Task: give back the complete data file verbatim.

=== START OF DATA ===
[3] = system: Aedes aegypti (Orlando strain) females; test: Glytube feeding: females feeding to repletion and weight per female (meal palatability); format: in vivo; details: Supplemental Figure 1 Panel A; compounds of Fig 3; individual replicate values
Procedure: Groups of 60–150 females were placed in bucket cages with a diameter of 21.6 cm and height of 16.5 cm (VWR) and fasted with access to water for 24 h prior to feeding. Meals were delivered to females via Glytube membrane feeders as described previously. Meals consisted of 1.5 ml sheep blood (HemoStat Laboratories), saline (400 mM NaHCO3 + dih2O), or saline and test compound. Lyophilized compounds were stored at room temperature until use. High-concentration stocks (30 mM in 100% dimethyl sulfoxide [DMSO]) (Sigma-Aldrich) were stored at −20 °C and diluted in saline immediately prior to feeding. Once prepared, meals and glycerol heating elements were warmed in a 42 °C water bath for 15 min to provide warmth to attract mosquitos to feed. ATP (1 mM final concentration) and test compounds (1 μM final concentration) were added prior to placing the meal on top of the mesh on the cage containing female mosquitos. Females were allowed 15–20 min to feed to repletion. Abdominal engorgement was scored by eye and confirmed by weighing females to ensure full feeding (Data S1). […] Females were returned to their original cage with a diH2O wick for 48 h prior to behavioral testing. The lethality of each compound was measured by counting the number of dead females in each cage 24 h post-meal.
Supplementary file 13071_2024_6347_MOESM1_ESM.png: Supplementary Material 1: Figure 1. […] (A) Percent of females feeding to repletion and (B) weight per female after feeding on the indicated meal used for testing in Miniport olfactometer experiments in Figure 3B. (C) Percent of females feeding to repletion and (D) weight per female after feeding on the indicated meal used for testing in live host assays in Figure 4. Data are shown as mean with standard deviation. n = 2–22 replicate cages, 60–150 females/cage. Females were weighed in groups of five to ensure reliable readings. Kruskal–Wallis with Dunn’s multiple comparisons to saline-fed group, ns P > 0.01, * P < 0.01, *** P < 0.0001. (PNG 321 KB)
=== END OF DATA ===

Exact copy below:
[3] = system: Aedes aegypti (Orlando strain) females; test: Glytube feeding: females feeding to repletion and weight per female (meal palatability); format: in vivo; details: Supplemental Figure 1 Panel A; compounds of Fig 3; individual replicate values
Procedure: Groups of 60–150 females were placed in bucket cages with a diameter of 21.6 cm and height of 16.5 cm (VWR) and fasted with access to water for 24 h prior to feeding. Meals were delivered to females via Glytube membrane feeders as described previously. Meals consisted of 1.5 ml sheep blood (HemoStat Laboratories), saline (400 mM NaHCO3 + dih2O), or saline and test compound. Lyophilized compounds were stored at room temperature until use. High-concentration stocks (30 mM in 100% dimethyl sulfoxide [DMSO]) (Sigma-Aldrich) were stored at −20 °C and diluted in saline immediately prior to feeding. Once prepared, meals and glycerol heating elements were warmed in a 42 °C water bath for 15 min to provide warmth to attract mosquitos to feed. ATP (1 mM final concentration) and test compounds (1 μM final concentration) were added prior to placing the meal on top of the mesh on the cage containing female mosquitos. Females were allowed 15–20 min to feed to repletion. Abdominal engorgement was scored by eye and confirmed by weighing females to ensure full feeding (Data S1). […] Females were returned to their original cage with a diH2O wick for 48 h prior to behavioral testing. The lethality of each compound was measured by counting the number of dead females in each cage 24 h post-meal.
Supplementary file 13071_2024_6347_MOESM1_ESM.png: Supplementary Material 1: Figure 1. […] (A) Percent of females feeding to repletion and (B) weight per female after feeding on the indicated meal used for testing in Miniport olfactometer experiments in Figure 3B. (C) Percent of females feeding to repletion and (D) weight per female after feeding on the indicated meal used for testing in live host assays in Figure 4. Data are shown as mean with standard deviation. n = 2–22 replicate cages, 60–150 females/cage. Females were weighed in groups of five to ensure reliable readings. Kruskal–Wallis with Dunn’s multiple comparisons to saline-fed group, ns P > 0.01, * P < 0.01, *** P < 0.0001. (PNG 321 KB)